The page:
Why the switch? Rau says that Intel can assure Apple a steady supply of chips for all of its products--including desktops, servers, and a range of notebooks. "And not just CPUs, but chip sets, Wi-Fi, and so on," Rau says. In contrast, IBM had been unable to meet Apple's demand for desktop chips, and neither IBM nor Freescale (another Apple chip supplier) had a comprehensive road map similar to Intel's. Further, IBM couldn't solve the PowerPC CPU's heat problems in order to create a PowerBook G5 notebook, and it couldn't help Jobs deliver a promised 3-GHz Power Mac. Rau says that the change to Intel should help to lower the prices for Macs. That, along with the prospect of a dual-boot Windows/Mac system, could help increase Apple's PC market share--which, according to IDC, currently hovers at about 3 percent. However, not all observers believe that abandoning IBM in favor of Intel is a smart decision for Apple. "Intel is not the 'de-facto leader in processor design' that it was a few years ago; in the recent past Intel has been out-innovated by both AMD (with a better approach to 64-bit computing) and IBM (with a better long-term strategy around multicore chips)," wrote Ovum Ltd. research director Gary Barnett in an e-mail message.
Whatever it is, there will be no clone Apple. Their hardware would be different from PC. I mean windows would run on that Apple machine but OS X won't run on normal clone PC. [link]
Thursday, June 23, 2005
In his message, Michael said, “To the people of Burma, hello from Dublin, Ireland. “To Aung San Suu Kyi, we are gathered here tonight to join in solidarity with your vision of democracy in Burma. “We want to wish you a happy 60th birthday filled with hope and say that we deeply respect your profound commitment to the people of Burma. And we pray with our hearts that by your 61st birthday, you will walk free among your people. “We celebrate your spirit, vision, dedication and commitment to democracy and peace.” [link]
On their official website they wrote: And last night the band dedicated part of the show to Aung San Suu Kyi, the Burmese leader whose 60th birthday it was. Michael displayed a poster-sized picture of her and gave a dignified dedication before the band played “The Outsiders,” “Find the River,” and “World Leader Pretend.” It seemed appropriate and affirmative, and if it helps draw attention where necessary, we will be happy for that. [link]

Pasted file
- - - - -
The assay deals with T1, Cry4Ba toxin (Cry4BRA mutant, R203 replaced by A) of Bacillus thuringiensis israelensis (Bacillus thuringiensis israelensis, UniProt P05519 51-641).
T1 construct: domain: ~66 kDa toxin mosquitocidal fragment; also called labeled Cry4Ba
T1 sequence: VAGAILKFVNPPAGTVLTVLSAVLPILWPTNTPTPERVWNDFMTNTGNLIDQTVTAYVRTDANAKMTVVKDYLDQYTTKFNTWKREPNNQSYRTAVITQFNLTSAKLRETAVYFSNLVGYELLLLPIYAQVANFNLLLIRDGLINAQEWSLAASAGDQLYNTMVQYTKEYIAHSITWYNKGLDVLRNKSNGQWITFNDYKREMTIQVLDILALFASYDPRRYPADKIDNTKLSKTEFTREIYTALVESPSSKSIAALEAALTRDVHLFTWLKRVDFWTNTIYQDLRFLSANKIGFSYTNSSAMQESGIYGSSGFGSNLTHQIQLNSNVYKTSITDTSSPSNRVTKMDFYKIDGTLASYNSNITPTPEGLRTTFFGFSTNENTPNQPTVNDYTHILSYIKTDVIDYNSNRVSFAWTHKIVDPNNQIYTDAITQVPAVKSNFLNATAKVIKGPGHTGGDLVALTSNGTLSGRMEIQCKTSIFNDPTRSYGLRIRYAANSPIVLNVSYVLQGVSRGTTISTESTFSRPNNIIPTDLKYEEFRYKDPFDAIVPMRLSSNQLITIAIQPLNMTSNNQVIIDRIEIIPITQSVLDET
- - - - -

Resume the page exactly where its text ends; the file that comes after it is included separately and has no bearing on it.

Michael Stipe wore the blue color shirt which is the color of dress Daw Aung San SuuKyi wore in the poster he displayed. 2005/06/20 R.E.M. dedicate "The Outsiders" to Ang San Suu Kyi in Dublin (D Belisle) [Link]
Wednesday, June 22, 2005
Emily Lakdawalla, the Project Operations Assistant and Image Processing Coordinator, wrote:
"It is now past 3 am in Moscow, and people are exhausted. Lou has hung up the phone with us. Over there, they switched from a nominal mode of operation to one in which they will search for the spacecraft every chance they get, the next one being at about 02:39:54 UT (19:39:54 here). During that search, they'll also send a command to the spacecraft to talk. But since no station has detected the spacecraft since Petropavlovsk, and Strategic Command has not detected it either, we don't know where the spacecraft is. Again, given the lack of detection by Strategic Command the two most likely scenarios at this point are failure to enter orbit at all, or entry into an unexpected orbit. If we don't know where the spacecraft is, we don't know where the radio antennas should be pointed and when they should be listening, which could make it a long search. Hours, days, maybe even a week. We don't know."
If everything goes as scheduled, the spacecraft is supposed to unfold its solar-sail blades on June 26. Each blade is about 50 ft long and there are 8 blades in total. So the diameter of entire spacecraft would be about 100 ft with the blades deployed. So, spacecraft would be visible with naked eye at that time.
I wish them successful launch.
Emily Lakdawalla’s Blog spaceflightnow news
Learn How Solar Sail Technology Works
Update: 2005-06-22, 5:11 PM
It is now confirmed that booster rocket may have had a problem during its first or second stage firing and the spacecraft was now in wrong orbit. They got weak signals time by time. But, whatever it is, it is not the failure of solar sail project. It is just the failure of launching system. To follow the latest news read Emily Lakdawalla’s Blog.
Saturday, June 18, 2005
Tomorrow, June 19, will be 60th birthday of Daw Aung San Suu Kyi. While she is still under house arrest, her birthday will be held worldwide by various organizations and nationwide by NLD. Famous rock band R.E.M will dedicate a song at its June 19th concert in Dublin, Ireland, to Aung San Suu Kyi. The song will be broadcasted live via satellite television so that people from Burma will be able to watch. Irish singer Damien Rice is giving 2 concerts in support of Burma at London on June 20 2005 and at Paris on June 30 2005. His new single 'Unplayed Piano', written for Aung San Suu Kyi, will be released on June 20. Proceeds from the single will go to the Burma Campaign UK and US Campaign for Burma. “Anti-Dictatorship, People’s Fredom Movement” is holding 60 hours hunger strike at the front of Myanmar Embassy at Washington DC by now. US Campaign for Burma's plans include “Arrest Yourself” where 60 individuals will make it at their own places, sending 6,000 birthday cards collected worldwide and global protests at Burmese embassies.
On her 60th birthday day, June 19, she will have spent a total of 9 years and 238 days in detention. She is now serving her third term of house arrest since May 30 , 2003 after the regime's militia attacked her convoy and killed up to 100 of her supporters. In Burma, there are more than 1350 political prisoners suffering from strict rules of Burmese jails. Many died in prisons during interrogation. (Even there was an event many students were died from suffocation while they were taken in Prisoner Transport truck after red bridge student uprising.) Daw Aung San Suu Kyi used to say that her sacrifice was nothing compared to those in prisons. I wish Daw Aung San Suu Kyi, U Tin Oo and all the political prisoners would soon be released, and all Burmese people would be freed from dictator's rule.